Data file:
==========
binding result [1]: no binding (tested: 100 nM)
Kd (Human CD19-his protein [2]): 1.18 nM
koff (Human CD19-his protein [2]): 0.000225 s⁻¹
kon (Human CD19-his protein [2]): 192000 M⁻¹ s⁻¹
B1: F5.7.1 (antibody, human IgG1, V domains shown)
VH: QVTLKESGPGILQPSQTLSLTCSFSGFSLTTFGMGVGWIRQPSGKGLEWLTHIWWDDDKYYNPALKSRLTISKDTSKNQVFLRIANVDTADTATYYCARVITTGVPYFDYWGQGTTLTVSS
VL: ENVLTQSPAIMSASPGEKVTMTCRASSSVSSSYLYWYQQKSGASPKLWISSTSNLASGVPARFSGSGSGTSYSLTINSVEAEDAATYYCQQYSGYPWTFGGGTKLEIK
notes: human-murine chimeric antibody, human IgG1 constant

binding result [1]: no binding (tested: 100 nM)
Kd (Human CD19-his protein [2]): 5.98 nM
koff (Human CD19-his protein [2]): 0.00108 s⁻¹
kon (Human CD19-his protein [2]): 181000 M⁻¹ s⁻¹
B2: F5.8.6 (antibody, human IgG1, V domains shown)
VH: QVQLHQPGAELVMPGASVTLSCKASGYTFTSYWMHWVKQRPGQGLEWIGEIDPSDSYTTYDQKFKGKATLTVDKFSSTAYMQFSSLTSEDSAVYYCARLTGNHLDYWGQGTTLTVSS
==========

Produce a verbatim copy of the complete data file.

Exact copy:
binding result [1]: no binding (tested: 100 nM)
Kd (Human CD19-his protein [2]): 1.18 nM
koff (Human CD19-his protein [2]): 0.000225 s⁻¹
kon (Human CD19-his protein [2]): 192000 M⁻¹ s⁻¹
B1: F5.7.1 (antibody, human IgG1, V domains shown)
VH: QVTLKESGPGILQPSQTLSLTCSFSGFSLTTFGMGVGWIRQPSGKGLEWLTHIWWDDDKYYNPALKSRLTISKDTSKNQVFLRIANVDTADTATYYCARVITTGVPYFDYWGQGTTLTVSS
VL: ENVLTQSPAIMSASPGEKVTMTCRASSSVSSSYLYWYQQKSGASPKLWISSTSNLASGVPARFSGSGSGTSYSLTINSVEAEDAATYYCQQYSGYPWTFGGGTKLEIK
notes: human-murine chimeric antibody, human IgG1 constant

binding result [1]: no binding (tested: 100 nM)
Kd (Human CD19-his protein [2]): 5.98 nM
koff (Human CD19-his protein [2]): 0.00108 s⁻¹
kon (Human CD19-his protein [2]): 181000 M⁻¹ s⁻¹
B2: F5.8.6 (antibody, human IgG1, V domains shown)
VH: QVQLHQPGAELVMPGASVTLSCKASGYTFTSYWMHWVKQRPGQGLEWIGEIDPSDSYTTYDQKFKGKATLTVDKFSSTAYMQFSSLTSEDSAVYYCARLTGNHLDYWGQGTTLTVSS